April 4, 2017
In males, the urethra is an approximately 20 cm long tube that runs through the penis and connects to the bladder, providing an exit for urine as well as semen.
Urethral reconstructive surgery often corrects stricture, a narrowing of the urethra caused by injury or infection that are severe or non-responsive to other procedures.
The condition occurs in up to one per cent of all males and across all age groups but becomes more common as one ages.
“In some cases, we can repair the urethra by removing the stricture and reconnecting the healthy ends together,” says Dr. Keith Rourke, urologist and director of the urethral reconstruction program at the Alberta Health Services facility. “More commonly the stricture is either too long to simply remove and we have to rebuild the urethra using the inner lining of the mouth or an alternative skin graft from the patient.”
Patients with a urethral stricture may suffer from pain, urinary infections and even kidney failure. Typical patient symptoms leading to the surgery include lower urinary tract issues, such as weak urinary stream, straining to urinate, urinary hesitancy, incomplete emptying and excessive urination during the night. Approximately one in three cases progress to a complete inability to urinate, or completely empty the bladder.
“Unfortunately, there continues to be a stigma around talking about men’s health,” says Dr. Rourke. “Sadly, a lot of men suffer in silence when there are treatment options available.”
Harvey Marchand, 73, developed scar tissue in the urethra in 2009 that impacted his ability to urinate and caused urinary incontinence (difficulty controlling the urine). Two previous attempts to remove the scar tissue provided only temporary relief.
Five years later, Dr. Rourke assessed Harvey and recommended a two-step approach to surgery. First, urethral reconstruction was performed to repair the stricture that was resistant to other treatments. Then he implanted a mechanical valve to restore urinary control.
“For a time, I had completely lost control of my bladder and had to rely on personal protection pads to get through the day,” says Marchand. “Since receiving the implant, I have control over my bladder again. I’m back at work; I can wear light pants without the fear of staining them. I’m starting to ride my bike again. I have come full circle. I can’t thank Dr. Rourke enough for what he’s done for me.”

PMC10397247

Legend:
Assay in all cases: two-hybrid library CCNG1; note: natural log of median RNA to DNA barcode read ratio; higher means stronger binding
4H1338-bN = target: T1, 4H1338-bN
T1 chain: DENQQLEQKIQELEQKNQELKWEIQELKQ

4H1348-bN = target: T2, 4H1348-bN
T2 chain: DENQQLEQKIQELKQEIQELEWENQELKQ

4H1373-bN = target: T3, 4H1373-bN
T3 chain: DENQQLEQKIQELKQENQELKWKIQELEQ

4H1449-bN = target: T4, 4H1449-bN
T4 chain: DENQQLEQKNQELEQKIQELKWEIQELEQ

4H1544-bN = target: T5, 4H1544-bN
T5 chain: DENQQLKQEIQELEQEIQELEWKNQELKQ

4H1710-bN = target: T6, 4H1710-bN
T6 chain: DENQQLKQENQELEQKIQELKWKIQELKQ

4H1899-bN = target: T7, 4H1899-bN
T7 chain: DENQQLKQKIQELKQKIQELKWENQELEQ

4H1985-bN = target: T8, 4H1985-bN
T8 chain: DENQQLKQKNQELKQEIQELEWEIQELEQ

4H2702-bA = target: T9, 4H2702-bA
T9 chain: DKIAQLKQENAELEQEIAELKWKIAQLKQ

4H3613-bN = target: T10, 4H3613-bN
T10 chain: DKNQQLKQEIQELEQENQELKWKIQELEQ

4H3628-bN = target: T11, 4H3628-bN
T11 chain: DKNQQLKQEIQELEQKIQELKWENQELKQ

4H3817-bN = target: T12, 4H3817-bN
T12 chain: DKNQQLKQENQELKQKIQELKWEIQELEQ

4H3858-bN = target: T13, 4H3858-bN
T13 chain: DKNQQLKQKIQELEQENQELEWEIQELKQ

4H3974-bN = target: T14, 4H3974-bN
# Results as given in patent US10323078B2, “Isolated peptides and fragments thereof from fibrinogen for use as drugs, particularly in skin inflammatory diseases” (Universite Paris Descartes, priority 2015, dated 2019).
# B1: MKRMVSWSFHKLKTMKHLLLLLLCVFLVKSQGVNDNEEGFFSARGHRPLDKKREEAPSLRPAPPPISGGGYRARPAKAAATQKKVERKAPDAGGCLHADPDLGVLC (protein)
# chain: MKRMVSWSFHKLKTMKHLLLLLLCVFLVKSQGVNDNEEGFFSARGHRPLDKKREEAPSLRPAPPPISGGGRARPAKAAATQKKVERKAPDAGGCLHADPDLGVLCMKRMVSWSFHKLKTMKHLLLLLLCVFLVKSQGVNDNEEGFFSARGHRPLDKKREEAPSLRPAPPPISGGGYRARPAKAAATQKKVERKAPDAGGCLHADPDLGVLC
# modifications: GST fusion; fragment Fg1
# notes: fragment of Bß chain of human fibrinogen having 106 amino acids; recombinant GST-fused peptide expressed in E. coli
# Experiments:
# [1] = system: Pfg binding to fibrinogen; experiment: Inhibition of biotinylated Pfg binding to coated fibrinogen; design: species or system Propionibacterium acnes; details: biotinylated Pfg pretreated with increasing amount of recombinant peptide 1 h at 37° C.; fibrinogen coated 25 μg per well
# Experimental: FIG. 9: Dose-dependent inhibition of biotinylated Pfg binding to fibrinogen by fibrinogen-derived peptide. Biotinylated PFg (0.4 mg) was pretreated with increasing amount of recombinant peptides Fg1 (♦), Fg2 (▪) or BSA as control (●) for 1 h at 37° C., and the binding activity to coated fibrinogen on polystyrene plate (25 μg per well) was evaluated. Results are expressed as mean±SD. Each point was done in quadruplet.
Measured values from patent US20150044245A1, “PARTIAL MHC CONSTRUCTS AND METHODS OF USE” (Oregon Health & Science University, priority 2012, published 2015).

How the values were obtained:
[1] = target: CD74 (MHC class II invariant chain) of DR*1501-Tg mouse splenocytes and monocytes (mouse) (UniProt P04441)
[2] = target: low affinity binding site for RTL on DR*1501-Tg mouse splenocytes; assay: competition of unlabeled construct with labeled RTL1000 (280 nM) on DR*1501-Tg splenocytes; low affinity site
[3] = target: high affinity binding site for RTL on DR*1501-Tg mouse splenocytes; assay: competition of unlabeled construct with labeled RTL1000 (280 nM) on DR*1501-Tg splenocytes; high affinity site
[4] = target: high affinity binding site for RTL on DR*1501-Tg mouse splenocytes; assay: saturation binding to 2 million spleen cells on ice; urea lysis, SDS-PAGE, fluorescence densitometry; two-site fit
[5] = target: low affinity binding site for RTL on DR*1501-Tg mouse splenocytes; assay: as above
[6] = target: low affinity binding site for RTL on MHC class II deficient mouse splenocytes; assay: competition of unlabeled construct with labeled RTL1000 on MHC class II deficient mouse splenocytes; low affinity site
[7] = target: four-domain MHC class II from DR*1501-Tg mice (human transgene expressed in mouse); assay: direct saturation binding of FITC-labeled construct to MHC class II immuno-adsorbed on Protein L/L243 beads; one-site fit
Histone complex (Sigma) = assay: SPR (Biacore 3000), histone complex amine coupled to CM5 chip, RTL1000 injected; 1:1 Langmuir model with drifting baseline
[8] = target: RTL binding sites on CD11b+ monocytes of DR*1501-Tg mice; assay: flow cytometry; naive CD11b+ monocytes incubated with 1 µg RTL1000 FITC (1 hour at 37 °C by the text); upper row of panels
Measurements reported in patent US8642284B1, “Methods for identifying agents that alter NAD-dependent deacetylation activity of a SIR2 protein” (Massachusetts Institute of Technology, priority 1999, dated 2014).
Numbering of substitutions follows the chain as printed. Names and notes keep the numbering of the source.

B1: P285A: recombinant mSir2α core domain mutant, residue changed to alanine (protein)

The UAH is a urology referral centre for Western Canada, performing more than 1,500 major genital and urinary organ reconstructive surgeries since 2003, including more than 1,200 urethroplasties/urethral reconstructions, more than 100 major genital reconstructions, and
232 surgeries for male incontinence after prostate cancer treatment.
“We have some of the best published outcomes internationally for our patients,” says Dr. Rourke. “Surgery may sound scary to a lot of men but, thanks to surgical interventions, most patients will see quality of life improve exponentially.”
The Edmonton program is currently the second busiest program in North America, second only to a program in Dallas, Tex.
Few urologists perform these types of procedures as training was previously hard obtain. But that’s changing: in 2013, the University of Alberta’s Faculty of Medicine and Dentistry created a fully accredited and internationally recognized fellowship in reconstructive urology. This fellowship is fully accredited by the Society of Genitourinary Reconstructive Surgeons and trains Canadian, American and foreign urologists in the sub-specialty.
“The creation of the clinical urethral reconstruction program has allowed for the provision of exceptional care for patients who, in the past, have found it difficult to find experts in the field,” explains Dr. David Williams, Chair of the Department of Surgery, University of Alberta.
“The academic program within the Faculty of Medicine & Dentistry at the University of Alberta will allow the program to flourish through education and research, ensuring that patients in the future will receive the best care possible.”
Alberta Health Services is the provincial health authority responsible for planning and delivering health supports and services for more than four million adults and children living in Alberta. Its mission is to provide a patient-focused, quality health system that is accessible and sustainable for all Albertans.
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